Paula posted this comment, a tale of skepticism, withdrawal, health transformation, and re-exposure. Because her story captures so many facets of the wheat-free message, I thought everyone would love to read about it.

I have to admit that, when I first met someone who was living “wheat free,” I was skeptical. That was August of 2012. In December, 2012 I picked up a Cliff notes of sorts of the Wheat Belly book. It was very interesting. So I bought the Wheat Belly Cookbook.

Going wheat-free seemed very daunting, since everything I looked at in the grocery store had wheat of some sort in it–-canned soup, cereal, salad dressings, etc. I thought we ate pretty healthy and that I just ate too much. But no matter how little I ate, eating what a conventional nutritionist tells you, I couldn’t lose weight because I’d give in at night since I was hungry!

The first week was pure HELL! My body reacted to the caffeine and sugar withdrawal [WD: actually gliadin withdrawal, though the caffeine and sugar likely made it worse] and my mind wanted to eat all the time because that’s what it was used to. But I made it 7 days and shed 8 lbs. The 8 lbs was the motivation I needed. I found that, by adding a bit more fat (butter, avocado) into my diet, I was not hungry and the cravings were going away. I was feeling better.

Now at 5 months I’m down 40 lbs. My heartburn is completely gone. I no longer have headaches. I no longer have muscle twitching. My body doesn’t ache. I can do more active things with my kids. I’m less tired and able to concentrate better. My moods have improved and I don’t fly off the handle as quickly with my kids and hubby. I still have some pain and stiffness in my ankles in the morning, but I attribute that to all the scar tissue from having sprained and broken them a number of times over the years.

I did make the mistake of eating a casserole my mother-in-law made one evening a few weeks back. It was a hamburger, potato, mushroom with canned soup. Now I know there is wheat in the soup but I didn’t think it was that big of a deal. OMG . . . I must be sensitive to gluten because, within 3 hours, I had the worst gastrointestinal pain of my life, worse than any actual illness. I won’t be making that mistake again.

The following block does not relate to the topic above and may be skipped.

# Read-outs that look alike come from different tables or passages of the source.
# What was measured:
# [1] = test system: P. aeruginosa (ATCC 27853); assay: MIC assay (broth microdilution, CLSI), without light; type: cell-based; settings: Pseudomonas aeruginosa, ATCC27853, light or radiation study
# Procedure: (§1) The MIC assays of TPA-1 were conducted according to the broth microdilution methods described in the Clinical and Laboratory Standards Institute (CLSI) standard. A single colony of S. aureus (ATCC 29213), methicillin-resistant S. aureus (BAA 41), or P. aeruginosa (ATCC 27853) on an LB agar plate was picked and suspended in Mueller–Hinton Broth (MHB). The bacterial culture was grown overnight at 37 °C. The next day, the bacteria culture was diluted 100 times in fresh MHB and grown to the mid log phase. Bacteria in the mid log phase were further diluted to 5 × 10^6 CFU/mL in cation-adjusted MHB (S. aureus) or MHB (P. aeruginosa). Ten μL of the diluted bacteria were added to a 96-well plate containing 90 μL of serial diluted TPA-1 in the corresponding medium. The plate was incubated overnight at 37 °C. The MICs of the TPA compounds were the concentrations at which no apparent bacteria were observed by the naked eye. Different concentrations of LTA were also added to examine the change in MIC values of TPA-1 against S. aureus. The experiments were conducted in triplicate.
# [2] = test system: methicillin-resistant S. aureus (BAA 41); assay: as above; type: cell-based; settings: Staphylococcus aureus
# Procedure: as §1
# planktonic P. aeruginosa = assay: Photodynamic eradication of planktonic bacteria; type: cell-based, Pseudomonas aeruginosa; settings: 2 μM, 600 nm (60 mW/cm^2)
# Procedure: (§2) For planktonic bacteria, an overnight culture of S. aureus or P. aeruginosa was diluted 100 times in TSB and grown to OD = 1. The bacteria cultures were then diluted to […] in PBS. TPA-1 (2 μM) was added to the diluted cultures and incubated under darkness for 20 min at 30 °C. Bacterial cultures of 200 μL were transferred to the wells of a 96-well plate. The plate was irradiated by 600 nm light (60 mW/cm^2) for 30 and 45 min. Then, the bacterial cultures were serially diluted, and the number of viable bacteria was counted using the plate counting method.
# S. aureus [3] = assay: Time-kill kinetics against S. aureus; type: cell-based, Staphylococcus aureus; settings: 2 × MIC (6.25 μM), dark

Wheat-free is the way for me. My whole body is better because of it. I even had a man tell me he thought I was late 20′s, when I’ll actually be 42 soon.

Paula rejected conventional health advice to eat more “healthy whole grains” and rediscovered health, slenderness, and freedom from a variety of aches and pains. Critics of the Wheat Belly arguments would say that Paula is either experiencing an elaborate deception or just got better because she reduced calorie intake. One story does not make a case–but how about thousands? And the phenomenon of re-exposure: Is that pure imagination?

Anyway, Paula found that the message to eat more “healthy whole grains” is not only ineffective for maintaining health, it destroys health. And it should come as no surprise that Paula, a fine specimen of Homo sapiens, not a ruminant, i.e, a creature possessing specific adaptations to allow it to consume grasses, would experience a return to the natural human state of slenderness and health by removing the seeds of grasses, especially the most destructive grass ever created–modern wheat–from her life.